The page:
Saturday, August 26 – Wednesday, August 30, 2017
Helsinki, Finland

The Association for Medical Education in Europe (AMEE) is a worldwide organisation with members in 90 countries on five continents. Members include teachers, educators, researchers, administrators, curriculum developers, deans, assessors, students and trainees in medicine and the healthcare professions.

AMEE promotes international excellence in education in the healthcare professions across the continuum of undergraduate, postgraduate and continuing education. AMEE, working with other organisations, supports teachers and institutions in their current educational activities and in the development of new approaches to curriculum planning, teaching and learning methods, assessment techniques and educational management, in response to advances in medicine, changes in healthcare delivery and patient demands and new educational thinking and techniques.

Complex Competencies: Practical Tools to Assess Patterns of Performance
Facilitator:
Glenda Eoyang, Founding Executive Director, Human Systems Dynamics Institute

Summary of theme and why it is important:  Some competencies are “Finite Games.” The goal is clear; instruction is unambiguous; highly reliable repetition is the goal; and performance is easy to observe and measure.  Others, complex competencies, are “Infinite Games.” These include higher-level thinking skills, emotional intelligence, adaptive capacity, and contextualized judgement. These are important capacities for health care professionals, but they cannot be taught and/or measured using traditional methods and measures. Each instance is unique, practice and feedback are key, and performance emerges as a unique pattern over time for every individual. Best practices are well documented to support assessment of performance in Finite Games. For example, Entrustable Professional Activities capture and assess related competencies, but the emerging pattern of professional proficiency (to say nothing of excellence) continues to elude finite lists of finite observables.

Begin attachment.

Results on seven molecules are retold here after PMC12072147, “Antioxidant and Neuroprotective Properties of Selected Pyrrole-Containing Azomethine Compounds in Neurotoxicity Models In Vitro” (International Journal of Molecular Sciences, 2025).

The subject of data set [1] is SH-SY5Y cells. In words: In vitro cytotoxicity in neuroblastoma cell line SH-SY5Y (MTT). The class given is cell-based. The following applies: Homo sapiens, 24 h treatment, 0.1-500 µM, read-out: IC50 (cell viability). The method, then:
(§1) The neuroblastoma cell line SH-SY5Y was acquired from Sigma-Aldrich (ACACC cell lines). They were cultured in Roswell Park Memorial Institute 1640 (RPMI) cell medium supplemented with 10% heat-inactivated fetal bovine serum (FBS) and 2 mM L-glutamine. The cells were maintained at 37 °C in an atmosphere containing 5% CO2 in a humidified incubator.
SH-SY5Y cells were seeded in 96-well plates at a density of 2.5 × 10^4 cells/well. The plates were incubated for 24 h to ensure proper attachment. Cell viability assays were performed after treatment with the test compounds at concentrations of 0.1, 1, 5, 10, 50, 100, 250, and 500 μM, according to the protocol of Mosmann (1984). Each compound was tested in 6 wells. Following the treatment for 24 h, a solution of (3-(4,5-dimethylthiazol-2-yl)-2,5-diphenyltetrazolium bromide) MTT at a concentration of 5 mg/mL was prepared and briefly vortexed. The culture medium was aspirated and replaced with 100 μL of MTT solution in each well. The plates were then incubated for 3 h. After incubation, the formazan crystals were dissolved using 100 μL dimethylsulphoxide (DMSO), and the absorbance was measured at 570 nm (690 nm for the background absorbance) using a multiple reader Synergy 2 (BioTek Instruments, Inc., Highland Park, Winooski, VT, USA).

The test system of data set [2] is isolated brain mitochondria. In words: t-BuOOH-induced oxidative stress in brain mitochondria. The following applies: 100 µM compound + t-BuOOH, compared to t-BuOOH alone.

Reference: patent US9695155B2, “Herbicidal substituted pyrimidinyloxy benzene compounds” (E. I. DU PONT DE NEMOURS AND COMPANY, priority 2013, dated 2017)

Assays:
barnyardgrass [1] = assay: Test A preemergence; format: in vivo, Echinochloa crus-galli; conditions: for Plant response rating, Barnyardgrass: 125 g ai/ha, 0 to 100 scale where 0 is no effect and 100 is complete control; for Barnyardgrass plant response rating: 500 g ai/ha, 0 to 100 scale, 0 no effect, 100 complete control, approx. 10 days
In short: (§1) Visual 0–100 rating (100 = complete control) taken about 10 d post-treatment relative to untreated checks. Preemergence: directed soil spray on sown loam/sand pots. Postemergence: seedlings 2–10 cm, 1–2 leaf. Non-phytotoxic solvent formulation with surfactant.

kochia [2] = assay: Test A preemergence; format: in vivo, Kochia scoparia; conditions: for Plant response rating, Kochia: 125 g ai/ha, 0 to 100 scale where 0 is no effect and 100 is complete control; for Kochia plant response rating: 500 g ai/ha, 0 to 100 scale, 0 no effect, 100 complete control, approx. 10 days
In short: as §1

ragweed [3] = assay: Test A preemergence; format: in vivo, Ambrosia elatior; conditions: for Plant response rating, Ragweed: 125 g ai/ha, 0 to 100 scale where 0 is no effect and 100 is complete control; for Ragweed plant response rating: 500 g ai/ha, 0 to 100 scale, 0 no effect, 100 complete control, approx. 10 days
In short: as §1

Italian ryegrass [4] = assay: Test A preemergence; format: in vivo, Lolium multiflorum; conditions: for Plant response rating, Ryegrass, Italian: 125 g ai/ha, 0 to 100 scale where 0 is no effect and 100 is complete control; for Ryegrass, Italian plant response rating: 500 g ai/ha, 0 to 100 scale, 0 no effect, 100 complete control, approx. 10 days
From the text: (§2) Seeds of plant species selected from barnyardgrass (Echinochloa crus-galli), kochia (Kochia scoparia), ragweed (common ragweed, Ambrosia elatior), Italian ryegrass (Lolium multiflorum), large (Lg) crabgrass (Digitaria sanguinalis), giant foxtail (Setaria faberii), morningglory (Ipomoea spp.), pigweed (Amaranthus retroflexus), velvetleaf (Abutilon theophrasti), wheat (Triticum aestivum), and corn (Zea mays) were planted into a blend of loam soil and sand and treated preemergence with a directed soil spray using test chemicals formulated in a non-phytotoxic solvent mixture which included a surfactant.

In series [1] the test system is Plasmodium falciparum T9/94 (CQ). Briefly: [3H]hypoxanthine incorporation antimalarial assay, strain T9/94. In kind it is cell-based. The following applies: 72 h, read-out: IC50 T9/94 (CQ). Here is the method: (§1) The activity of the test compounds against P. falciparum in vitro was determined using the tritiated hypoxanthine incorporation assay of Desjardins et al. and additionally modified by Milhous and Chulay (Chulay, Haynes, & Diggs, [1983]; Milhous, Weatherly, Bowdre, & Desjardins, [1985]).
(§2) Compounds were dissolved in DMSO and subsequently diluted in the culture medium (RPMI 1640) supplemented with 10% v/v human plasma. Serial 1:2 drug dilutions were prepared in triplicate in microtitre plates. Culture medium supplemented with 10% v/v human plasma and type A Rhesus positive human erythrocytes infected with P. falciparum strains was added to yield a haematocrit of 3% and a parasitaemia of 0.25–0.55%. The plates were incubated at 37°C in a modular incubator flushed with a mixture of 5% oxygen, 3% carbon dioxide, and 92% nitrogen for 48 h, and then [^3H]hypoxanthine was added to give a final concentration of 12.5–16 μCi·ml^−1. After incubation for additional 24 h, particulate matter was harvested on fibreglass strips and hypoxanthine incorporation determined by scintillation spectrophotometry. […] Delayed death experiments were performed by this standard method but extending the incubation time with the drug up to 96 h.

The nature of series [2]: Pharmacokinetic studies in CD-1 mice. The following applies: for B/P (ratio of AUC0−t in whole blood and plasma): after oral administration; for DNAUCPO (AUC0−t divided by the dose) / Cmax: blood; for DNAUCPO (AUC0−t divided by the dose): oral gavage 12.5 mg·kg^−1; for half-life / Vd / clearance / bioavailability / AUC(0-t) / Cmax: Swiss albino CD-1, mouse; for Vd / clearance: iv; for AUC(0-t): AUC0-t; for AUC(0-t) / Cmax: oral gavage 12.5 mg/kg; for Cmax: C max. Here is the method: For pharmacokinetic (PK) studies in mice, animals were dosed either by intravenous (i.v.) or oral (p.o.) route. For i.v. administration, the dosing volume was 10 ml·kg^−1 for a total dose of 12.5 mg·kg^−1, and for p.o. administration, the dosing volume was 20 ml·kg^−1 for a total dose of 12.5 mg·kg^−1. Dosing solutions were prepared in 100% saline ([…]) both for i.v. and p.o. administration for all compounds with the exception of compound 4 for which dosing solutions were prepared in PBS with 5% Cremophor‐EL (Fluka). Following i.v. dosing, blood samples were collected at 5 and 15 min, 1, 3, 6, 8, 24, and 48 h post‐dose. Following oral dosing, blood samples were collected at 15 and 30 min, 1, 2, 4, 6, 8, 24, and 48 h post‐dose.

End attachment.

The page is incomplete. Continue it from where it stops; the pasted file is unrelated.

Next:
A workable alternative emerges from human systems dynamics, at the intersection of complexity and social sciences. Infinite Games, ones without solid boundaries, simple measures, or root causes, are judged by the patterns they generate over time rather than a single sample in one observation.  This session introduces three Adaptive Evaluation methods designed to capture evidence of pattern-based performance in Infinite Games:  Pattern Logic, Simple Rules Rubrics, and Outcomes Harvesting.  Participants will learn underlying theory, receive practical tools, and practice capturing and assessing pattern-based performance of complex competencies.

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